|System: Wii (WiiWare)||Review Rating Legend|
|Dev: Ghostfire Games||1.0 - 1.9 = Avoid||4.0 - 4.4 = Great|
|Pub: Ghostfire Games||2.0 - 2.4 = Poor||4.5 - 4.9 = Must Buy|
|Release: March 15, 2010||2.5 - 2.9 = Average||5.0 = The Best|
|Players: 1||3.0 - 3.4 = Fair|
|ESRB Rating: Teen||3.5 - 3.9 = Good|
by Jonathan Marx
August 17, 2009 - WiiWare has received a number of games spanning several genres since its inception back in the spring of 2008. One genre that is poorly represented in the service is that of fighting games. Ghostfire Games is set to change that with the upcoming release of Rage of the Gladiator.
Rage of the Gladiator is a fighting game set in a fantasy world where humankind is not the only sentient race. Players take on the role of Gracius, the son of King Marius of Avalance - the most powerful and influential human kingdom in the world. While Avalance has always been well protected and guided by the wise and firm leadership of King Marius, recently an inexplicable darkness has come over the realm, forcing Gracius into fighting for his life and the safety of his homeland against 11 different enemies.
Players will have to challenge and defeat the first 10 enemies twice in order to be granted access to the eleventh challenger. Each opponent must be dealt with differently, as each has its own strengths, weaknesses, and attack patterns. Equipped only with a magical war-hammer and an ancestral shield, Gracius must dodge, jump, attack, and block with precise timing in order to confound his opponents. In all there are 21 battles, with each enemy becoming much more difficult with distinct attack progressions the second time through, culminating with the BBG.
Though Rage of the Gladiator should go a long way toward sating the appetite of fighting hounds, it isn't a 2D fighter like most are used to. Rage of the Gladiator is played through a first-person, fully 3D perspective. As such, it can be most readily compared to the first-person combat found in The Elder Scrolls IV: Oblivion, except you're locked in one-on-one gladiatorial arena battles rather than venturing around an open-world.
Interestingly, Rage of the Gladiator also differs from standard fighters in that it allows for a good deal of character creation and advancement. The game has players spend skill-tree points acquired from victories in one of three paths of progression: offense, defense, and magic. Players that follow the path of an offensive character become stronger, do more damage, leech health from opponents, have improved critical strike percentages, and eventually can unleash elemental powers such as fiery pillars and meteor showers. Defensive characters take less damage, have vastly improved blocking abilities, can heal themselves, and even have the power to resurrect from death. Finally, magic-users focus on channeling energy into attacks in order to perform powerful combos and summon arcane forces such as lightning and tornados to harry opponents.
Each of these paths within the skill-tree are not mutually exclusive. In other words, players can acquire a few powers from any path yet still acquire more from another. In this way, players will be able to make well-rounded fighters with a varied skill set. However, players that concentrate primarily on one path will be rewarded with their specialization by being granted the most powerful combos available to that character class. These are known as Superpowers, and they are likely going to carry great weight in the final version of the title. For example, players that concentrate on the use of magic will eventually be granted the ability to transform into a colossus that dwarfs its adversary, pummeling it into submission with devastating attacks.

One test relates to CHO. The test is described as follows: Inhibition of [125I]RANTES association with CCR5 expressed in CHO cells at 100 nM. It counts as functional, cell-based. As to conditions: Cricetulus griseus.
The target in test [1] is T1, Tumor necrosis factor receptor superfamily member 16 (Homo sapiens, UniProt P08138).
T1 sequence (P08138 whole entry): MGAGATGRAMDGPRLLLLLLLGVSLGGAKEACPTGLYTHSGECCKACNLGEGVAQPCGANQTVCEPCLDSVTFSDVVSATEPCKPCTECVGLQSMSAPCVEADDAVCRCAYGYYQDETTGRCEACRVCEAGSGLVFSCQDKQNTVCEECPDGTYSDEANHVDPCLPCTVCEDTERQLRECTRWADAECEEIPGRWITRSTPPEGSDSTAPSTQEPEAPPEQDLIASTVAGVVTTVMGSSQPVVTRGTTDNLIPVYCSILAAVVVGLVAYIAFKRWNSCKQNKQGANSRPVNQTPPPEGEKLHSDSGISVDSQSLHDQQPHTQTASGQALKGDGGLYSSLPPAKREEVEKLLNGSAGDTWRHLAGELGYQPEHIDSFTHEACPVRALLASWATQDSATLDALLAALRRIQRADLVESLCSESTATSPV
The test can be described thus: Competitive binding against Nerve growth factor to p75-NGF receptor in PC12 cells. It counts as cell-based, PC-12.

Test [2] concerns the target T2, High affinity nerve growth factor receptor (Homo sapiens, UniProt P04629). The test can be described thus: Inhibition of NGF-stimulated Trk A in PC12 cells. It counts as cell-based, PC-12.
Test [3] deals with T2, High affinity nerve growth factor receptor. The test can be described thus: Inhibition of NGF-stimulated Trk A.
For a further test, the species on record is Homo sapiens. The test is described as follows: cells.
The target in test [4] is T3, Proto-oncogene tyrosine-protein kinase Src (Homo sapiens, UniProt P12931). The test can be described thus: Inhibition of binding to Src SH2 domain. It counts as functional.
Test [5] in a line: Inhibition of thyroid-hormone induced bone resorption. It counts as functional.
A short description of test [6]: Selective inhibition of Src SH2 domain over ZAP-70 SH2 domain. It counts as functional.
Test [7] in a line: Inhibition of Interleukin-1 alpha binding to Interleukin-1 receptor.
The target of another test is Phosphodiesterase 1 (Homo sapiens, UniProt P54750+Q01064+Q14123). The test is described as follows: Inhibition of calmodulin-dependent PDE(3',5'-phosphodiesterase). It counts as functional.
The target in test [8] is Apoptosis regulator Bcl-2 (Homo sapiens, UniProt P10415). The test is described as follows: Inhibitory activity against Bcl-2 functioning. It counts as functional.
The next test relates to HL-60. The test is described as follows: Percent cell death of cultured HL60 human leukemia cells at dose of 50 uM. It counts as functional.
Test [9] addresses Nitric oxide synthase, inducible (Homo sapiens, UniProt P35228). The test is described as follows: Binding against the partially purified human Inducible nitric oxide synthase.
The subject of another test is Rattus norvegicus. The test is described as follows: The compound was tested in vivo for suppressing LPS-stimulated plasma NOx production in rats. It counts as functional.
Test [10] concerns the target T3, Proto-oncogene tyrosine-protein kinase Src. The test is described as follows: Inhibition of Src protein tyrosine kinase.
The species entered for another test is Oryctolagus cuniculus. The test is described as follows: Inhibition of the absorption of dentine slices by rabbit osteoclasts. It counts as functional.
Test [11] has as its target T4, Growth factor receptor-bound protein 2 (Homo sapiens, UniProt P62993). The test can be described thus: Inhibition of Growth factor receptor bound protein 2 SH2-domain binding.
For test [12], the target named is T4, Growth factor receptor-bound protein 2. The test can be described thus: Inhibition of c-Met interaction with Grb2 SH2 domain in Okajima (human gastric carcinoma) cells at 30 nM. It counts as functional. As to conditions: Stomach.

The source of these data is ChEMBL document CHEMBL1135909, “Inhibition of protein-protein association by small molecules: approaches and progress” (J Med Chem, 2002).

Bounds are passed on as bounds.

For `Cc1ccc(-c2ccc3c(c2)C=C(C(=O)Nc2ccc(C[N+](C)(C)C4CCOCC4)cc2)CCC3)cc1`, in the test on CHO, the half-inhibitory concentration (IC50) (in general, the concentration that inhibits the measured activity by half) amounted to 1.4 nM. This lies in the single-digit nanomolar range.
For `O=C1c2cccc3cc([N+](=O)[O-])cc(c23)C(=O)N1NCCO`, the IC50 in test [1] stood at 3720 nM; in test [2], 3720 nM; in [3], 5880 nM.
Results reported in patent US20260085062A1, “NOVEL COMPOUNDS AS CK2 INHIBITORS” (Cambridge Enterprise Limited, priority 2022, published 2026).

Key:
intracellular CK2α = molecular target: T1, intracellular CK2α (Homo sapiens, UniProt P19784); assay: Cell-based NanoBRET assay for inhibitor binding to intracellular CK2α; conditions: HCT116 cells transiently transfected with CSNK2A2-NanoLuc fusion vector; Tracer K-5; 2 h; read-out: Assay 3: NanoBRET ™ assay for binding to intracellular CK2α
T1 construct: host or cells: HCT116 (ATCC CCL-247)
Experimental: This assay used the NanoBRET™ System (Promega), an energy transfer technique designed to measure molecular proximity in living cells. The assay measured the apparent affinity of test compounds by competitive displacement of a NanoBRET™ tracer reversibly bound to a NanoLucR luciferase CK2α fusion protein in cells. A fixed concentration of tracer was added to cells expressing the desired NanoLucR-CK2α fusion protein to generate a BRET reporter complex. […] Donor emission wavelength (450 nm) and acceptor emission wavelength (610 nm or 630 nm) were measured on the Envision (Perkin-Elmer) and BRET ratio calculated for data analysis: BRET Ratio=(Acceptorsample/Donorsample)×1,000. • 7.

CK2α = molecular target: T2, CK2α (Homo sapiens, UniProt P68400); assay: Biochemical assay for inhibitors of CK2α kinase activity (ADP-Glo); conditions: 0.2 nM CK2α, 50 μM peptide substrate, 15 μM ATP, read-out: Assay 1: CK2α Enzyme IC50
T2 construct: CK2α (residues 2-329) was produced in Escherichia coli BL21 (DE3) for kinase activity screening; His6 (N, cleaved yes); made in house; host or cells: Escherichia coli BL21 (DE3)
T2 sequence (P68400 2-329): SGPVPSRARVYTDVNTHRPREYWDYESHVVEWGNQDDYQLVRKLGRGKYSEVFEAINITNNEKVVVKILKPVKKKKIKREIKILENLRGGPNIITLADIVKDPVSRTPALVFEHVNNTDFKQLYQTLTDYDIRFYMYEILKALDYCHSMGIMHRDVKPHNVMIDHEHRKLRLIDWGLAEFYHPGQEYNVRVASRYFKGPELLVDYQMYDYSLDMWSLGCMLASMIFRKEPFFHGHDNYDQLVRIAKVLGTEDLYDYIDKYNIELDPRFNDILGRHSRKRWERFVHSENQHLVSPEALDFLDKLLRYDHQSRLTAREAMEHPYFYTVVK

Gameplay in Rage of the Gladiator will have players performing and linking combos. Combos are unlocked via the skill-tree system, and each one uses a set amount of energy from a meter. Naturally, more powerful combos require more energy to fuel the attacks. As such, players will have to focus on strategic use of their energy meter while fighting in order to efficiently deal with foes and not leave themselves helpless. While combo usage is how players will fight, Ghostfire has not confirmed how those combos will be performed - i.e. through motion controls (waggles) or through specific button presses. We hope the latter is what's to be used, as waggling gets extremely tiresome and is quite played out. We'll have to wait and find out.
Though the game will occupy less than 40 MB of space, Ghostfire has been able to inject high quality, fully-rendered 3D visuals as well as what the developers claim to be an "epic" musical score. Ghostfire says they have become quite savvy in programming and compression since their last WiiWare release (Helix). As a result, they are extremely proud of the level of polish that has gone into the title. By the look of the gameplay trailer and screen shots, we can see why they're so confident. One thing Ghostfire has let slip is multiplayer combat, however. The development team decided that they wanted to put together a single-player experience that would really knock people's socks off, rather than delivering mediocre gaming or both single- and multiplayer. While we applaud the fact they have recognized their limitations and have decided not to sacrifice quality, we find it hard to believe a fighting game can fully live up to its potential without at least a local competitive mode - we're hoping Ghostfire Games' decision was a well-calculated one.
Rage of the Gladiator looks like it's shaping up to be a premium title for WiiWare. The only qualms we have on the surface are how well the game will control, and that it is a single-player only fighter. In every other aspect it seems like Ghostfire Games is set to deliver an engaging gaming experience later this year.
CCC Editor / News Director